Let’s face it—it’s tough to overlook a home’s outdated decor or view an empty, cold room and try to envision the possibilities of living there. Some home buyers may miss out on finding the perfect property simply because they aren’t inspired. But what if you could take out a smartphone or tablet and instantly show clients the exact room, but with updated furnishings, swapping out countertop styles or even paint colors to fit their personal tastes? The home’s possibilities are no longer left to the imagination.
Some real estate brokerages and technology firms are calling augmented reality the “future of home showings.” At the forefront of the trend, luxury broker Sotheby’s International Realty recently debuted a mobile virtual staging augmented reality app—Curate by Sotheby’s International Realty—that allows house hunters and brokers to virtually stage a room with furniture as they’re standing in it by viewing it through a smartphone lens. Buyers can instantly view the room in different furnished perspectives and design styles, from traditional to modern.
Most of the buzz in recent years has been centered on the possibilities of virtual reality and touring spaces remotely using headsets. But for those who can still get to the space in person, augmented reality may be a way to build a deeper impression of a property. Unlike VR, augmented reality more closely mimics the real world but uses picture overlays that appear when viewing a space in person.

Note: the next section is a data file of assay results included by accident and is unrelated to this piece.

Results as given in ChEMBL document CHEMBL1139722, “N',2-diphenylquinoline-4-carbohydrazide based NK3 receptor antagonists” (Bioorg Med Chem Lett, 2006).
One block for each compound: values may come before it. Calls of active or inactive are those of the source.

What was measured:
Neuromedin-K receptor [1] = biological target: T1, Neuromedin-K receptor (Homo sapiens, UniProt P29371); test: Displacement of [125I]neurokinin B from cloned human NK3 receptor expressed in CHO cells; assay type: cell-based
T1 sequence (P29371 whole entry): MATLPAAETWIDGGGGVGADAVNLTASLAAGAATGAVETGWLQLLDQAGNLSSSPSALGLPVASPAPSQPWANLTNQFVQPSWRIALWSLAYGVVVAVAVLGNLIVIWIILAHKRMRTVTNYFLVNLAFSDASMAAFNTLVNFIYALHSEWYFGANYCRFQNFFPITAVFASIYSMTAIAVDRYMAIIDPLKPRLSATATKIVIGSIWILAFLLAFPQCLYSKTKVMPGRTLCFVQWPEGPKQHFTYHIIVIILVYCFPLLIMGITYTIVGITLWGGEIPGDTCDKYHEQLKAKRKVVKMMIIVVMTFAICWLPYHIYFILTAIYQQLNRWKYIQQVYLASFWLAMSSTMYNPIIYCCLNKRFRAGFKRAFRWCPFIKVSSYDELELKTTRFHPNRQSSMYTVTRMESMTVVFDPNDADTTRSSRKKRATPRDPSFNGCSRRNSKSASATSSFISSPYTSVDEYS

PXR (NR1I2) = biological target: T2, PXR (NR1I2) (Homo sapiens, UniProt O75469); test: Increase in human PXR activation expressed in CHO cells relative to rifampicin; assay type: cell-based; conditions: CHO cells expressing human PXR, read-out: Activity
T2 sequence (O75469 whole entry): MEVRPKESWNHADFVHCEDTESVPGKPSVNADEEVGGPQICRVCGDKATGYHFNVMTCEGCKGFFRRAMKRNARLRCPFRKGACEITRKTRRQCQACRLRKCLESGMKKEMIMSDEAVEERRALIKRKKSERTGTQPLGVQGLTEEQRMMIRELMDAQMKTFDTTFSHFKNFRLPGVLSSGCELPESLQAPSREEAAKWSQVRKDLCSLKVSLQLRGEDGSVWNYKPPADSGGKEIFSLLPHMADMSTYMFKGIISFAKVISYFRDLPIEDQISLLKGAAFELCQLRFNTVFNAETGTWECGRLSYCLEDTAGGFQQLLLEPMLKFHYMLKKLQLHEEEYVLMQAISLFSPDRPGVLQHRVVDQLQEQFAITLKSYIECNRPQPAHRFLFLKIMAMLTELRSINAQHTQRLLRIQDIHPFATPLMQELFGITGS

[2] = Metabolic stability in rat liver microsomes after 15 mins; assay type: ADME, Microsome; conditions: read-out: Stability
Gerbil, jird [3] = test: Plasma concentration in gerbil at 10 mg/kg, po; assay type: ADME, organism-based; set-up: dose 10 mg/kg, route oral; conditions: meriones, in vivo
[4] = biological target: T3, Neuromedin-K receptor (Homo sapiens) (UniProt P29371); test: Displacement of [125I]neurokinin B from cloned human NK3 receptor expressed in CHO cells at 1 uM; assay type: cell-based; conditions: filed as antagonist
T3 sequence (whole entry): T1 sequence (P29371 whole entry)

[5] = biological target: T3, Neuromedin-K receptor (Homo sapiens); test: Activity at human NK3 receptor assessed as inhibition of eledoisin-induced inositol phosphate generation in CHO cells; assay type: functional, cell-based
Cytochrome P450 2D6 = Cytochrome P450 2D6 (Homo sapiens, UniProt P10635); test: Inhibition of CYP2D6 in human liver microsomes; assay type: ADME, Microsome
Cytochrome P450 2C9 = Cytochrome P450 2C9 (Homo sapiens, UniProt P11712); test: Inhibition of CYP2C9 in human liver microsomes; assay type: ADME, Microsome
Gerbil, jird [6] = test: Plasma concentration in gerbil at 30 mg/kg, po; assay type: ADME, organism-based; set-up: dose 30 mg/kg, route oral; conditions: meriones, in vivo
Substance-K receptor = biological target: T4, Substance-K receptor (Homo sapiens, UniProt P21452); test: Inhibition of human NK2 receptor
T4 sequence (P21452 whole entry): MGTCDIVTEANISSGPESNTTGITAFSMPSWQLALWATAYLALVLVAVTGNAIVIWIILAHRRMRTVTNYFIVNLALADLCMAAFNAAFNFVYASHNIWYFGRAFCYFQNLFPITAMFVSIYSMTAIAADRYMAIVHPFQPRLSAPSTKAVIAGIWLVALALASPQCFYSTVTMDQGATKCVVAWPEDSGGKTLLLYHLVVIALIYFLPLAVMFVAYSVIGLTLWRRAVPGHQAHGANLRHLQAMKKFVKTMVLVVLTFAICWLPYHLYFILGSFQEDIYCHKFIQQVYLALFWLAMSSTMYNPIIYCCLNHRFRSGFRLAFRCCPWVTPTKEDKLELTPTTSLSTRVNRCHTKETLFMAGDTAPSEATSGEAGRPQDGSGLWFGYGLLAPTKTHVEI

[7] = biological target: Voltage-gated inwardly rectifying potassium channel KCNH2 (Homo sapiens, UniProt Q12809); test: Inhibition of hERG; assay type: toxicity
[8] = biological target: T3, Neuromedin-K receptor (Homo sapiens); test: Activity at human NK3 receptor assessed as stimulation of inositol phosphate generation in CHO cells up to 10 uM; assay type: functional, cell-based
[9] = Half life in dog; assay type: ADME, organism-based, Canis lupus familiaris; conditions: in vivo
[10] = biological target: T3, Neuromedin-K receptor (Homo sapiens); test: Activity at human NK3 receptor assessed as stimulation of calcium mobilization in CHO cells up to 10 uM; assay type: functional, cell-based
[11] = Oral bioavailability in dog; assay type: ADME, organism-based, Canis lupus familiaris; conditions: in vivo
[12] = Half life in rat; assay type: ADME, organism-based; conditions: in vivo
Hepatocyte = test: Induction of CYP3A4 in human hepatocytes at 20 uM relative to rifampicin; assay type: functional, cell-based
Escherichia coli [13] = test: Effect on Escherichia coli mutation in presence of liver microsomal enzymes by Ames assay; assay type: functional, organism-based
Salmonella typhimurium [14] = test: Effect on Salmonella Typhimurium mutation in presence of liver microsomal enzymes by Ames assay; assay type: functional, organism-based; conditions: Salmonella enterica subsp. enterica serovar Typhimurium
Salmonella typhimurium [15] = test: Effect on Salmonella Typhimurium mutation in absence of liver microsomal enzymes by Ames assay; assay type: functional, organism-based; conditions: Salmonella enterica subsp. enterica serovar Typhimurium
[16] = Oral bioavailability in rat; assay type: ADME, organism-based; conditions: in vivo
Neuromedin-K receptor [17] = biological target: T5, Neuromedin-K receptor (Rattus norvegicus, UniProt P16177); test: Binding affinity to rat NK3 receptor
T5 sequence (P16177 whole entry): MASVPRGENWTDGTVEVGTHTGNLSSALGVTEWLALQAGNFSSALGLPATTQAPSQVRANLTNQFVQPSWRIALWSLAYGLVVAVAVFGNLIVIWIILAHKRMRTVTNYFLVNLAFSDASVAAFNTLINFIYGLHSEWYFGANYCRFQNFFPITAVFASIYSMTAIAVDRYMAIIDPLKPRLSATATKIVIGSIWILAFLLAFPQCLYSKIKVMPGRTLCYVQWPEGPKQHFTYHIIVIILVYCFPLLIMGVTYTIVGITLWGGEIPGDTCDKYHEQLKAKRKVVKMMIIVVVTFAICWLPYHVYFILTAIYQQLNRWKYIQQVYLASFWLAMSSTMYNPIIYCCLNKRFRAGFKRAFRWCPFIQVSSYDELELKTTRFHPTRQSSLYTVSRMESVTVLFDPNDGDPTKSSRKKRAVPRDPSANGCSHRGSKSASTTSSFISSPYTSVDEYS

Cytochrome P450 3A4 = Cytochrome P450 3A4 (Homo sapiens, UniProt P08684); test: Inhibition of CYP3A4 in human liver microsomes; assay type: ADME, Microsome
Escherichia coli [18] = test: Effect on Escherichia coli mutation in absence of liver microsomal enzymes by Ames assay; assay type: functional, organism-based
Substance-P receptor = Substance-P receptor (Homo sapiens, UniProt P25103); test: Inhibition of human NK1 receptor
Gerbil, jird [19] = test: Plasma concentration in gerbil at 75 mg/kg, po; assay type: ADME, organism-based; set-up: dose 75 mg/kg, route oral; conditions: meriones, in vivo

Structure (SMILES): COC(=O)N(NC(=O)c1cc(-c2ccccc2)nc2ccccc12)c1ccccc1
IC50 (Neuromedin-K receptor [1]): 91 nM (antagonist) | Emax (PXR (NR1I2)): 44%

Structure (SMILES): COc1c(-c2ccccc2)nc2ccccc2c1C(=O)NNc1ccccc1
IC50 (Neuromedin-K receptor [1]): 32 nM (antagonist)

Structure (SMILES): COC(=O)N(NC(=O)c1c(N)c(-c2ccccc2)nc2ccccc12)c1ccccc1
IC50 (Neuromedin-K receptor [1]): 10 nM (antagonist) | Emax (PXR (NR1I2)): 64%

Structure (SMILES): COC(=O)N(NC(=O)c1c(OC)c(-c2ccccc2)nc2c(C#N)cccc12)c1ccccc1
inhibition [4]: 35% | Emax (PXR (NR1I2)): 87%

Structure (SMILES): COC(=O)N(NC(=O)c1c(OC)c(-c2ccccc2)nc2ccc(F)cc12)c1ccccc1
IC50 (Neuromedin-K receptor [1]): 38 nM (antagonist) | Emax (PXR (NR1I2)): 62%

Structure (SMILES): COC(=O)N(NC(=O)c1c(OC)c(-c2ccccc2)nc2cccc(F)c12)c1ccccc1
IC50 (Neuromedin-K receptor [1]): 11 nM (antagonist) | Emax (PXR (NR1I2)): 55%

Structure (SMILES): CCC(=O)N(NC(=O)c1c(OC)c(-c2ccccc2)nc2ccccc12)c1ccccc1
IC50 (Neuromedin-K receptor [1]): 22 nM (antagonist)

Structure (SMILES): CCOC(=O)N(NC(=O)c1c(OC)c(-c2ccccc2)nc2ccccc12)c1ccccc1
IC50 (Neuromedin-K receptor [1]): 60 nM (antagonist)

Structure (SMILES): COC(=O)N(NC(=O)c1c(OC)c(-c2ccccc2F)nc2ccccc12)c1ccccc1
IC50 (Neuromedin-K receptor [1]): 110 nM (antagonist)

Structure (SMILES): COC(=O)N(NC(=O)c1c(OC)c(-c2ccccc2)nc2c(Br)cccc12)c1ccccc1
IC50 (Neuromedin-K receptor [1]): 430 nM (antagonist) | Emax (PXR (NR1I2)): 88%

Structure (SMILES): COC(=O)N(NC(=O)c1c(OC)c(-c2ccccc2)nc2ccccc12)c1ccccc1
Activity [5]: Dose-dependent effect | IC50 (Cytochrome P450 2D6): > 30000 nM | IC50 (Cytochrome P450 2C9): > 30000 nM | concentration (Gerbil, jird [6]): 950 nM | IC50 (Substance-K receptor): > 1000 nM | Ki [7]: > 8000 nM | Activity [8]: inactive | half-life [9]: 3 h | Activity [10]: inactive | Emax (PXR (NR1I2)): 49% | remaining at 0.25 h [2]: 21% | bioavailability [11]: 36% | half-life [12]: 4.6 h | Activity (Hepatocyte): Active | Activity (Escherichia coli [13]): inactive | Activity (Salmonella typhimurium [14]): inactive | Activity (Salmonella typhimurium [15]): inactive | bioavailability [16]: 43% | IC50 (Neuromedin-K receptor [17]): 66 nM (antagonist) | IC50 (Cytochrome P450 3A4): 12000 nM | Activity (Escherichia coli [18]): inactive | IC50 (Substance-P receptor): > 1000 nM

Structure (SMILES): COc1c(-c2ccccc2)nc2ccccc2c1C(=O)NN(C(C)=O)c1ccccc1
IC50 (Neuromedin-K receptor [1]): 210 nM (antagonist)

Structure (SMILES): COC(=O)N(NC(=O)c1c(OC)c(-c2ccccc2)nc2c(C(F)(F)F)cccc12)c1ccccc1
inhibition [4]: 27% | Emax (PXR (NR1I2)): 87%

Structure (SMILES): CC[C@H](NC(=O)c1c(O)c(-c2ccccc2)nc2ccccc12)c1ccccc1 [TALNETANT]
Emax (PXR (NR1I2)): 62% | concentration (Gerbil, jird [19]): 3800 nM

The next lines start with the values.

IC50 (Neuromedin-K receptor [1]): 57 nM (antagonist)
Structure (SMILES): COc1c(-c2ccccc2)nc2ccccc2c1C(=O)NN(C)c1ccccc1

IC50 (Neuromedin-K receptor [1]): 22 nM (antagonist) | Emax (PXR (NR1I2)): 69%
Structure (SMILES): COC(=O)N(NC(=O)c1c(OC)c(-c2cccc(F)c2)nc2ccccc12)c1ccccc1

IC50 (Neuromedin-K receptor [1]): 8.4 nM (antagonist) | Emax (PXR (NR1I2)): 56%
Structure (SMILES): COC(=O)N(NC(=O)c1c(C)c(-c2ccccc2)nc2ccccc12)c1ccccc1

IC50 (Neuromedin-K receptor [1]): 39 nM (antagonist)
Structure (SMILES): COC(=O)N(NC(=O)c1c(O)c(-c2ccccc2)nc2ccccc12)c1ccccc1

Augmented reality is being fused into other applications as well, such as superimposing navigation directions on a driver’s line of sight (check out WayRay’s Navion) or offering up digital image overlays for DIY home repairs. Furniture companies, like Ikea and Wayfair, have been using AR apps to allow customers to test out furniture placements in their real spaces using a smartphone or tablet.
In real estate, augmented reality could potentially save brokers thousands of dollars by no longer having to physically stage a space, says John Passerini, vice president of interactive marketing at Sotheby’s International Realty. Using AR, a mobile device can offer instant perspectives with a variety styles, far more than physically staging a space could.
Sotheby’s, which also has been on the forefront of conducting home showings using virtual reality headsets, wanted to test consumers’ appetite for AR, too. Its new app is powered by roOomy, a virtual staging tech platform, and features a curated selection of AR interior designs, like modern living rooms and traditional dining rooms, to give consumers the opportunity to swap styles and find their favorite. The virtual home furnishings used in the app can also be purchased on a retailer’s website, if home shoppers wanted to make the digital set up a reality.
“The great thing about AR is all you need is the phone,” says Passerini. “Suddenly the buyer can start imaging how they would live in that home and view it in several design options. It helps home buyers overcome any visualization barriers they may have when viewing properties.”
Next up, get ready for AR to join VR with more experimentation and adoption over the next decade in real estate. A Goldman Sachs report predicts that the virtual reality and augmented reality market in real estate could top $2.6 billion by 2025. Consumers may already be prepared to embrace it too: Of 2,000 consumers recently surveyed by Bank of America, 36 percent of respondents said they would be comfortable attending an open house using virtual or augmented reality.